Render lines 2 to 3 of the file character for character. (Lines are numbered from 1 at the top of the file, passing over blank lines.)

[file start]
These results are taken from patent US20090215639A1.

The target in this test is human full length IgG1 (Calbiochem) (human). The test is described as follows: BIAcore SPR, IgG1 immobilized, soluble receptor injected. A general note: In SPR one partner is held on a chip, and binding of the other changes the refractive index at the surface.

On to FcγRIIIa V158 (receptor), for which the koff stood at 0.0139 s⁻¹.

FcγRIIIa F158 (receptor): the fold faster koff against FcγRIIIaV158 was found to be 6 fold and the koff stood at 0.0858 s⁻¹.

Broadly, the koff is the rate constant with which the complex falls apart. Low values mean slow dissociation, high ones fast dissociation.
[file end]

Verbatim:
The target in this test is human full length IgG1 (Calbiochem) (human). The test is described as follows: BIAcore SPR, IgG1 immobilized, soluble receptor injected. A general note: In SPR one partner is held on a chip, and binding of the other changes the refractive index at the surface.

On to FcγRIIIa V158 (receptor), for which the koff stood at 0.0139 s⁻¹.